The coronavirus, however, has done little to deter growing market interest in the esport. Industry activity has also been buoyed by an increase in TV network broadcasts of esports competitions with traditional sports on pause. 

“Our team has been busier in the last three months. There’s been a lot of interest and a lot of inquiries,” said Matt Archambault, head of North American partnerships and business development at Riot Games. “Gaming and esports have been thrust into the light and into the bullseye in a different way because we are one of the only sports that have continued.”

Without in-arena activations, the LCS has relied on integrating sponsors more into broadcasts, videos created in its content studio, and social media activity. This is a similar tactic being deployed by other leagues, such as Activision Blizzard’s Call of Duty League.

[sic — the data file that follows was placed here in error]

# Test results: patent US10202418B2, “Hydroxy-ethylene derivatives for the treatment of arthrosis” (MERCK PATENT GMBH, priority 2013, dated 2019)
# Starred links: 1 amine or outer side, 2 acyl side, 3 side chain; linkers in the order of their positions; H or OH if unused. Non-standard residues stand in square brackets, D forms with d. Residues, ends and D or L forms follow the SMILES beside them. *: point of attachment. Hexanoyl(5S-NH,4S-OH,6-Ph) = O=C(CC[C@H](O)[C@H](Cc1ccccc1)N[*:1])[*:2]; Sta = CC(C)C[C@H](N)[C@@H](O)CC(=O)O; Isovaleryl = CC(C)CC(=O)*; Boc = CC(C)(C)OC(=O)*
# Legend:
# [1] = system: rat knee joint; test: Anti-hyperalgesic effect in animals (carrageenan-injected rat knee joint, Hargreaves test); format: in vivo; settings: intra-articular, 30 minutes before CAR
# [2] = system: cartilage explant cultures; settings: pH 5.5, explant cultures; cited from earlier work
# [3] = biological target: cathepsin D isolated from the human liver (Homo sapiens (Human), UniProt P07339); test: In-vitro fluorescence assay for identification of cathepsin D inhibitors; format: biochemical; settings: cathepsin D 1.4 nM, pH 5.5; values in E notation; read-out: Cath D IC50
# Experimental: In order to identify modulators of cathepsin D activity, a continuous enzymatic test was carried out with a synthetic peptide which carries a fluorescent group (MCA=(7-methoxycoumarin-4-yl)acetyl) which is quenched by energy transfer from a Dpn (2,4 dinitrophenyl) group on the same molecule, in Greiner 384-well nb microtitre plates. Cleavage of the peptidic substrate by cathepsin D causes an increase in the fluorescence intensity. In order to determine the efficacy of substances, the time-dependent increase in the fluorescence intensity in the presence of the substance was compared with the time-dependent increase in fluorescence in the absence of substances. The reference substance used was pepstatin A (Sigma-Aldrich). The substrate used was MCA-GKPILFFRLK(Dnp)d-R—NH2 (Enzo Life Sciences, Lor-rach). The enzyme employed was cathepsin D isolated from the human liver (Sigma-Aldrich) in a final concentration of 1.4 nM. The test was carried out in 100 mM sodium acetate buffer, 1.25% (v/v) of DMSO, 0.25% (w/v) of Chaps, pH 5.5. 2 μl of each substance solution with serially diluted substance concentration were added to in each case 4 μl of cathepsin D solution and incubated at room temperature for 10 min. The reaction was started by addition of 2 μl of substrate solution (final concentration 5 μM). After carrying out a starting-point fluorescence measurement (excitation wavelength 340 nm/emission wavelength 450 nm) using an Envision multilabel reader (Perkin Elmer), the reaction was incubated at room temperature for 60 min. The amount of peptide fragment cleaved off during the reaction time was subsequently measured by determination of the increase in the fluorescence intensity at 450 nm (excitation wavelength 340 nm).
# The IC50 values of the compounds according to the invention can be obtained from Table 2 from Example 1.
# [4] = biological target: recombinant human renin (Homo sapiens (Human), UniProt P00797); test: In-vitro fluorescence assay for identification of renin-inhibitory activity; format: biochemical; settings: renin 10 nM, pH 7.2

Broadcasts were also a reason the 2K League saw an uptick in interest from non-endemic brands in its first season on linear TV, Ullman said. New partnerships with ESPN and eGG Network have also increased the inbound interest from other networks asking what’s in the works, she said.

LCS added a total of 11 corporate partnerships in 2019, including Rocket Mortgage and State Farm. Over 90% of sponsors were also returning partners.

Even during the current pandemic, Riot Games’ pitch to prospective clients has also not changed all that much, Archambault said.

READ MORE: Esports Viewership Grows During Hiatus

“We can still sit back and say we are the third most popular sport in the country,” he said, alluding to the LCS’ average minute audience of 124,000 for all telecasts last year. AMA measures the number of average viewers watching an event at any given time during a broadcast.

“What we’ve been able to lean on and deliver is that we can be a safe bet,” Archambault added. “There’s a sense of security that we can deliver because we’ve shown already that we can go from being in physical locations to virtual.”